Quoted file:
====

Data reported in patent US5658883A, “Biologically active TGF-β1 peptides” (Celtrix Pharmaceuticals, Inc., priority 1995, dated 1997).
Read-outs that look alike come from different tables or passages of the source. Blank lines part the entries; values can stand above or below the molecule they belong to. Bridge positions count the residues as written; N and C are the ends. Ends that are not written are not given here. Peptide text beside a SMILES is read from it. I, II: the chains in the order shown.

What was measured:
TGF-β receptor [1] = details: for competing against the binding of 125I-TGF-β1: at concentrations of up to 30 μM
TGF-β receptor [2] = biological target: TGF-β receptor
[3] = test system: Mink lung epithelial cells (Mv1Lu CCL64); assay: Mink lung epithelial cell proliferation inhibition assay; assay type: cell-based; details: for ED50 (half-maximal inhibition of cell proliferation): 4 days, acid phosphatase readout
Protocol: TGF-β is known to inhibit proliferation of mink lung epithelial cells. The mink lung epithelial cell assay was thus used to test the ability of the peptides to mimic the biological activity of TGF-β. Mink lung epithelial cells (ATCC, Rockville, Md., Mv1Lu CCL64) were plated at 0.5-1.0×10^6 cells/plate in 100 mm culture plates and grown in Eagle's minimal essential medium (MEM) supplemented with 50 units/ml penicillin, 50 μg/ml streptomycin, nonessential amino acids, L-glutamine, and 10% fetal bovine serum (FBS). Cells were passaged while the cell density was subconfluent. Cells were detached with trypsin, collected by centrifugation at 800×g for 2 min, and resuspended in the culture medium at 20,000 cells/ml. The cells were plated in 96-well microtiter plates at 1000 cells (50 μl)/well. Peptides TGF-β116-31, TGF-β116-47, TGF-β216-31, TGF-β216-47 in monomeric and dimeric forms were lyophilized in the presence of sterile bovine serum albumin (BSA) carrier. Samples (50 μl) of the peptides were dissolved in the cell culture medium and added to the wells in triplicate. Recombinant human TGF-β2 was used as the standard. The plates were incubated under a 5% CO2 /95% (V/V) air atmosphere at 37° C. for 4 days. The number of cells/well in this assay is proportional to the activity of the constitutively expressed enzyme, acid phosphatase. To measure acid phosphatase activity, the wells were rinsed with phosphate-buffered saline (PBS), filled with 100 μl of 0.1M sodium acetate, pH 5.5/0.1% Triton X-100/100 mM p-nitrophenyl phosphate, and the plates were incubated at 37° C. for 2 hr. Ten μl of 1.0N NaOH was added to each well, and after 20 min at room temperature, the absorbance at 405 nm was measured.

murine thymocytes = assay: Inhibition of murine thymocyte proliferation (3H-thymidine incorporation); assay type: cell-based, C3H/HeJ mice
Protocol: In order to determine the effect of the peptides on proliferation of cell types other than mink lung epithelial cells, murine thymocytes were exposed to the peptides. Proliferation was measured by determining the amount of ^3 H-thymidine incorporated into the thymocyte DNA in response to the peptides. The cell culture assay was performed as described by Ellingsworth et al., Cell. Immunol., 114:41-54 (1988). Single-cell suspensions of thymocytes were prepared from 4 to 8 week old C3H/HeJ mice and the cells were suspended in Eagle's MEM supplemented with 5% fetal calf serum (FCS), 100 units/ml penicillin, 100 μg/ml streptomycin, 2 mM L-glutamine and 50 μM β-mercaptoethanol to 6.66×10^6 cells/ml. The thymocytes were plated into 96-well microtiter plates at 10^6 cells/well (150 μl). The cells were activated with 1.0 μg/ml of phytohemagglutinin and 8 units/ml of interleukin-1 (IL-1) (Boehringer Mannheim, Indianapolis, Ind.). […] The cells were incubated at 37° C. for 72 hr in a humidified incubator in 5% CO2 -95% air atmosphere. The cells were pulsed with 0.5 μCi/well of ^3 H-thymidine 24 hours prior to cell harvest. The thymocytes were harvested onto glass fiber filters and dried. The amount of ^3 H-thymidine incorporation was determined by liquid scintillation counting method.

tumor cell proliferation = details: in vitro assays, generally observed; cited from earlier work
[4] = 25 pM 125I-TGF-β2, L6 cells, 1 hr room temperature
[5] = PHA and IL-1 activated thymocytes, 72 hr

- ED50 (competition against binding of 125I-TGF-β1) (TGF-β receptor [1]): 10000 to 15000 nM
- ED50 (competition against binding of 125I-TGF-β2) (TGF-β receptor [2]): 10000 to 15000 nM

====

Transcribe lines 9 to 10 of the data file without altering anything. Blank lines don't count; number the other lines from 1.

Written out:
Protocol: In order to determine the effect of the peptides on proliferation of cell types other than mink lung epithelial cells, murine thymocytes were exposed to the peptides. Proliferation was measured by determining the amount of ^3 H-thymidine incorporated into the thymocyte DNA in response to the peptides. The cell culture assay was performed as described by Ellingsworth et al., Cell. Immunol., 114:41-54 (1988). Single-cell suspensions of thymocytes were prepared from 4 to 8 week old C3H/HeJ mice and the cells were suspended in Eagle's MEM supplemented with 5% fetal calf serum (FCS), 100 units/ml penicillin, 100 μg/ml streptomycin, 2 mM L-glutamine and 50 μM β-mercaptoethanol to 6.66×10^6 cells/ml. The thymocytes were plated into 96-well microtiter plates at 10^6 cells/well (150 μl). The cells were activated with 1.0 μg/ml of phytohemagglutinin and 8 units/ml of interleukin-1 (IL-1) (Boehringer Mannheim, Indianapolis, Ind.). […] The cells were incubated at 37° C. for 72 hr in a humidified incubator in 5% CO2 -95% air atmosphere. The cells were pulsed with 0.5 μCi/well of ^3 H-thymidine 24 hours prior to cell harvest. The thymocytes were harvested onto glass fiber filters and dried. The amount of ^3 H-thymidine incorporation was determined by liquid scintillation counting method.

tumor cell proliferation = details: in vitro assays, generally observed; cited from earlier work